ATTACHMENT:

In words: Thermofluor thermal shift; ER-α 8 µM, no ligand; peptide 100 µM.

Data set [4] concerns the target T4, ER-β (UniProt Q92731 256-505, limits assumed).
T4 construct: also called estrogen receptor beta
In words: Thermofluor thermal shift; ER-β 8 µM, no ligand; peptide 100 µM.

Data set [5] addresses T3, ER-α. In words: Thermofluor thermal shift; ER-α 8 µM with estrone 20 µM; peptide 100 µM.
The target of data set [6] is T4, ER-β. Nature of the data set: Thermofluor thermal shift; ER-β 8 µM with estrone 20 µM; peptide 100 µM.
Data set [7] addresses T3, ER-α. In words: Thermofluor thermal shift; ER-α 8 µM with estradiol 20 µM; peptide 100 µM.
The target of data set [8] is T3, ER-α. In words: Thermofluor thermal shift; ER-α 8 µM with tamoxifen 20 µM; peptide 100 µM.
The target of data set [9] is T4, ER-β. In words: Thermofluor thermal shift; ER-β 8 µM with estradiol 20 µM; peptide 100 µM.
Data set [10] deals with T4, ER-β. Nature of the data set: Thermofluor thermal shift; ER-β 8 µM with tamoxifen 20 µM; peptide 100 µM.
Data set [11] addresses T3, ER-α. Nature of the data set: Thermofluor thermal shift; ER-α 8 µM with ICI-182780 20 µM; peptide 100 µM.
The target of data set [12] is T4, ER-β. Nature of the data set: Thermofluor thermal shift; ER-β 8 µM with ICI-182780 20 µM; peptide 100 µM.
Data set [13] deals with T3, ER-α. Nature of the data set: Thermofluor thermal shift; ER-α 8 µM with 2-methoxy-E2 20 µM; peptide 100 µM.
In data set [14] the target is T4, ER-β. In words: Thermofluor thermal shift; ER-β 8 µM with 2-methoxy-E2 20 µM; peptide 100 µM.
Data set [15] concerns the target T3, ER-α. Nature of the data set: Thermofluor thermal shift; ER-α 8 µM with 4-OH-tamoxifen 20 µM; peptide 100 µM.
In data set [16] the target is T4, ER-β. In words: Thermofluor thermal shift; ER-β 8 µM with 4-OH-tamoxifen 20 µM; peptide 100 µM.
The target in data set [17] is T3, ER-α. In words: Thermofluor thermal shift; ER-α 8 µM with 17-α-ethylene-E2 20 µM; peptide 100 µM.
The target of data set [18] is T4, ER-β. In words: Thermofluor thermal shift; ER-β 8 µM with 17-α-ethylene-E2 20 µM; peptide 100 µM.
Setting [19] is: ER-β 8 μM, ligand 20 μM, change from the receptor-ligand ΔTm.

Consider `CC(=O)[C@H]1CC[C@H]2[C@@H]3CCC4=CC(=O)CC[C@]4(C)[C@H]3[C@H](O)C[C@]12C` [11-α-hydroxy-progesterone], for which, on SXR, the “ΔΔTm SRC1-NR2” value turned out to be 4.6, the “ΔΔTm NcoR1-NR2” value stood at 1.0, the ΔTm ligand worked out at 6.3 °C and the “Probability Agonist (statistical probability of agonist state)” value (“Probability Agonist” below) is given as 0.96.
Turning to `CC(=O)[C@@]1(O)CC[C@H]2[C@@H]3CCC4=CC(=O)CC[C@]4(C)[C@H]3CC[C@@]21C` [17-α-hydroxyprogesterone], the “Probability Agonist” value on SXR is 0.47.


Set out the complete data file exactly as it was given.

In words: Thermofluor thermal shift; ER-α 8 µM, no ligand; peptide 100 µM.

Data set [4] concerns the target T4, ER-β (UniProt Q92731 256-505, limits assumed).
T4 construct: also called estrogen receptor beta
In words: Thermofluor thermal shift; ER-β 8 µM, no ligand; peptide 100 µM.

Data set [5] addresses T3, ER-α. In words: Thermofluor thermal shift; ER-α 8 µM with estrone 20 µM; peptide 100 µM.
The target of data set [6] is T4, ER-β. Nature of the data set: Thermofluor thermal shift; ER-β 8 µM with estrone 20 µM; peptide 100 µM.
Data set [7] addresses T3, ER-α. In words: Thermofluor thermal shift; ER-α 8 µM with estradiol 20 µM; peptide 100 µM.
The target of data set [8] is T3, ER-α. In words: Thermofluor thermal shift; ER-α 8 µM with tamoxifen 20 µM; peptide 100 µM.
The target of data set [9] is T4, ER-β. In words: Thermofluor thermal shift; ER-β 8 µM with estradiol 20 µM; peptide 100 µM.
Data set [10] deals with T4, ER-β. Nature of the data set: Thermofluor thermal shift; ER-β 8 µM with tamoxifen 20 µM; peptide 100 µM.
Data set [11] addresses T3, ER-α. Nature of the data set: Thermofluor thermal shift; ER-α 8 µM with ICI-182780 20 µM; peptide 100 µM.
The target of data set [12] is T4, ER-β. Nature of the data set: Thermofluor thermal shift; ER-β 8 µM with ICI-182780 20 µM; peptide 100 µM.
Data set [13] deals with T3, ER-α. Nature of the data set: Thermofluor thermal shift; ER-α 8 µM with 2-methoxy-E2 20 µM; peptide 100 µM.
In data set [14] the target is T4, ER-β. In words: Thermofluor thermal shift; ER-β 8 µM with 2-methoxy-E2 20 µM; peptide 100 µM.
Data set [15] concerns the target T3, ER-α. Nature of the data set: Thermofluor thermal shift; ER-α 8 µM with 4-OH-tamoxifen 20 µM; peptide 100 µM.
In data set [16] the target is T4, ER-β. In words: Thermofluor thermal shift; ER-β 8 µM with 4-OH-tamoxifen 20 µM; peptide 100 µM.
The target in data set [17] is T3, ER-α. In words: Thermofluor thermal shift; ER-α 8 µM with 17-α-ethylene-E2 20 µM; peptide 100 µM.
The target of data set [18] is T4, ER-β. In words: Thermofluor thermal shift; ER-β 8 µM with 17-α-ethylene-E2 20 µM; peptide 100 µM.
Setting [19] is: ER-β 8 μM, ligand 20 μM, change from the receptor-ligand ΔTm.

Consider `CC(=O)[C@H]1CC[C@H]2[C@@H]3CCC4=CC(=O)CC[C@]4(C)[C@H]3[C@H](O)C[C@]12C` [11-α-hydroxy-progesterone], for which, on SXR, the “ΔΔTm SRC1-NR2” value turned out to be 4.6, the “ΔΔTm NcoR1-NR2” value stood at 1.0, the ΔTm ligand worked out at 6.3 °C and the “Probability Agonist (statistical probability of agonist state)” value (“Probability Agonist” below) is given as 0.96.
Turning to `CC(=O)[C@@]1(O)CC[C@H]2[C@@H]3CCC4=CC(=O)CC[C@]4(C)[C@H]3CC[C@@]21C` [17-α-hydroxyprogesterone], the “Probability Agonist” value on SXR is 0.47.